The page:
The ConnectCore 8M Nano is a surface mount device (SMD) module that must be assembled on user-designed carrier boards. Users often redesign carrier boards and may also offer multiple configuration options of those boards, thus reaching a wider market.

For example, your company designs a carrier board that goes to market as version 1. Later, you redesign the carrier board to add a new user button and some LEDs, and introduce a new power regulator. This becomes version 2. Your company decides to sell two different variants of version 2 in order to reach different markets. Carrier board ID=1 is fully populated. Carrier board ID=2 is the same board but with fewer components, as it does not assemble Ethernet, USB, or audio chip. Then you redesign the carrier board again to improve the layout and fix some issues with an external controller, moving some buttons and changing some GPIO lines in the process. This becomes version 3. Your company still creates two variants (ID=1, ID=2) of the board.

Evolution of carrier board

While certain changes to the design of the carrier board (different carrier board version) do not affect the software—for example, moving a button or a connector, some carrier board redesigns do require changes to the software—for example, enabling a GPIO that powers a new chip on the board.

Similarly, different variants of the same carrier board and version (different carrier board ID) may require changes to the software—for example, not enabling Ethernet PHY if you don’t assemble one.

For these reasons, it is convenient to store both the carrier board version and carrier board ID in non-volatile media. You can then add conditional code in the bootloader (or in the operating system) to make the same software run on different versions and variants of the carrier board.

Programming Board ID and Board version

For the ConnectCore 8M Nano Development Kit, Digi uses U-Boot’s protected environment to store the board’s version and ID.

Variable Description Flags


Carrier board ID



Carrier board version


Programming the carrier board version and/or ID is optional. However, Digi’s BSP in U-Boot and the Linux kernel may contain conditional code for the ConnectCore 8M Nano Development Kit and its different versions.

To program the board ID and board version you must set these variables in U-Boot:

=> setenv board_id <id>
=> setenv board_version <version>

Variables with write-once flag are protected after being set for the first time and will not be overwritten by setenv or env default commands (unless manually forced with -f option).

They will also keep their value after updating U-Boot.

Carrier board version and ID in U-Boot

Digi programs the board version and board ID of ConnectCore 8M Nano SOMs when assembled in Digi carrier boards:

  • The board version depends on the version of the PCB.

  • The board ID is assigned to each Digi product based on the SOM:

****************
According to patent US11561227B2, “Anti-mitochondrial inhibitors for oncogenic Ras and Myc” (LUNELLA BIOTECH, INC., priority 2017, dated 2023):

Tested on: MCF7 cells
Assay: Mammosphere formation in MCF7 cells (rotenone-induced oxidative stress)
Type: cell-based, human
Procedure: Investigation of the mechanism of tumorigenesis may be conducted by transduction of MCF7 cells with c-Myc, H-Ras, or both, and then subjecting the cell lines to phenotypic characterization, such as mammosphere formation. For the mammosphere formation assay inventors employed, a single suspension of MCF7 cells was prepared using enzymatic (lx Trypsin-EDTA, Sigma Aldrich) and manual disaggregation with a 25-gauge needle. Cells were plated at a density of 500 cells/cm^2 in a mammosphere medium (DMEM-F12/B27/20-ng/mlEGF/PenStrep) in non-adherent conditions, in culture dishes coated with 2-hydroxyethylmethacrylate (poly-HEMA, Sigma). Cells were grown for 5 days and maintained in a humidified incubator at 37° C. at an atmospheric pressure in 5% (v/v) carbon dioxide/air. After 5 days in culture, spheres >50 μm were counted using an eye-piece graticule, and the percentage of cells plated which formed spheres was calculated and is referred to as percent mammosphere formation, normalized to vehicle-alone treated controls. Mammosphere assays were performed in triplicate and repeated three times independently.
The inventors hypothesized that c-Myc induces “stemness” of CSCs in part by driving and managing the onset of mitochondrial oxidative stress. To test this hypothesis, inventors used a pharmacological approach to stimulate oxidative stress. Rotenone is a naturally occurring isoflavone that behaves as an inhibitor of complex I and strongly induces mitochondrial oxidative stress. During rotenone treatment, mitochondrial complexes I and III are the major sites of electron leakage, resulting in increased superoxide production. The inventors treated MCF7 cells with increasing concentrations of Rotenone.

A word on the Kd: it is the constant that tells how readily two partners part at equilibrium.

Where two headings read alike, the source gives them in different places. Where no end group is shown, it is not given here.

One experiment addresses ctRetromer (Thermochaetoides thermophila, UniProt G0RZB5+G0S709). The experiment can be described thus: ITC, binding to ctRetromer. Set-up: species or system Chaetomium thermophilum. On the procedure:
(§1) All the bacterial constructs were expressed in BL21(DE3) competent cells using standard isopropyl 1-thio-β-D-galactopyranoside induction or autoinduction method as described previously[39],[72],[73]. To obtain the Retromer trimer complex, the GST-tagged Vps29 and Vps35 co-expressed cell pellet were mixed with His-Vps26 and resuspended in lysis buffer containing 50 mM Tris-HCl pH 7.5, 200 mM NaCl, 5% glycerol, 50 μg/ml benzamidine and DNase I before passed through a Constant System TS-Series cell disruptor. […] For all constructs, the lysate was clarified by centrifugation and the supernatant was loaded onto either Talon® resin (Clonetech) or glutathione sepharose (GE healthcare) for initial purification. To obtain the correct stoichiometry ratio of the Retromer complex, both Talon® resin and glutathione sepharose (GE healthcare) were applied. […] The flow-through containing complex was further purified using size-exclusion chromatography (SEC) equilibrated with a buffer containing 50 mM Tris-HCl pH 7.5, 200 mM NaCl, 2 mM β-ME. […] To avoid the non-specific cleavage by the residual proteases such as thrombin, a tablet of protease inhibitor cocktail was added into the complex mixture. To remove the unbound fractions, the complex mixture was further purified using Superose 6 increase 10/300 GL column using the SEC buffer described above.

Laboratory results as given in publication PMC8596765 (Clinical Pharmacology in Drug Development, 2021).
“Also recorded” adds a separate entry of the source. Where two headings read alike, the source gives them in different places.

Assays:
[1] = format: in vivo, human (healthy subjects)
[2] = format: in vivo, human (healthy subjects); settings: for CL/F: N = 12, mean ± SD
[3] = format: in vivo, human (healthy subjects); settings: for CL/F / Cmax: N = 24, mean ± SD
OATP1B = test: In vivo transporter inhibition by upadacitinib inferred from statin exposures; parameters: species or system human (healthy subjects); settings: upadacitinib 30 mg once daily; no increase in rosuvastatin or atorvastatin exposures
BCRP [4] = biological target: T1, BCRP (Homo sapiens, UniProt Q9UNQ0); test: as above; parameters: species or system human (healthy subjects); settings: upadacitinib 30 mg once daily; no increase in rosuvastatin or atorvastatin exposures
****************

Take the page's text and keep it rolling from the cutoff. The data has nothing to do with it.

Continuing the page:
ConnectCore 8M Nano Development Kit does not have a predefined board ID

The board version and the board ID appear in the U-Boot banner:

Board version 2, ID undefined

On stand-alone SOMs, Digi does not program these parameters and the U-Boot banner displays Undefined board version and Undefined board ID warning messages.

Environment variables

You can use board_id and board_version variables in scripts to perform different actions.

Boot script

Find an example on Digi Embedded Yocto U-Boot boot script in meta-digi layer.

Conditional programming based on carrier board version and/or ID


Digi’s U-Boot contains platform functions get_carrierboard_version() and get_carrierboard_id() which read the carrier board version and ID from the non-volatile media.

You can use these values to program conditional code in U-Boot, like in this example:

static void my_function(void)
    unsigned int board_id = get_carrierboard_id();
    unsigned int board_version = get_carrierboard_version();

    if (board_id == 1) {
        if (board_version == 1) {
            /* do this */
        } else if (board_version > 1) {
            /* do that */
    } else if (board_id == 2}
        /* more differences */

Linux kernel

The carrier board version and ID are populated by U-Boot inside the device tree before the kernel boots. You can program conditional code by reading the board version and ID from the device tree properties, as in this example:

struct device_node *np = of_find_compatible_node(NULL, NULL,
const char *board_version_str, *board_id_str;
int board_version;
int board_id;

if (!np)
    return -EPERM;
if (of_property_read_string(np, "digi,carrierboard,version",
board_version = atoi(board_version_str);
if (of_property_read_string(np, "digi,carrierboard,id",
board_id= atoi(board_id_str);

/* Conditional code based on carrier board version and ID */
switch(board_id) {
case 1:
case 2:
    /* code for carrier boards with ID 1 and 2 */
    switch(board_version) {
    case 0:
        /* code for undefined board version */
    case 1:
        /* code for carrier board version 1 */
    /* code for the rest of board IDs */

From user space, you can read the carrier board version and ID from the device tree, which is exposed via the procfs:

# cat /proc/device-tree/digi,carrierboard,version
# cat /proc/device-tree/digi,carrierboard,id

You can use the value of these properties to program conditional code in scripts or applications.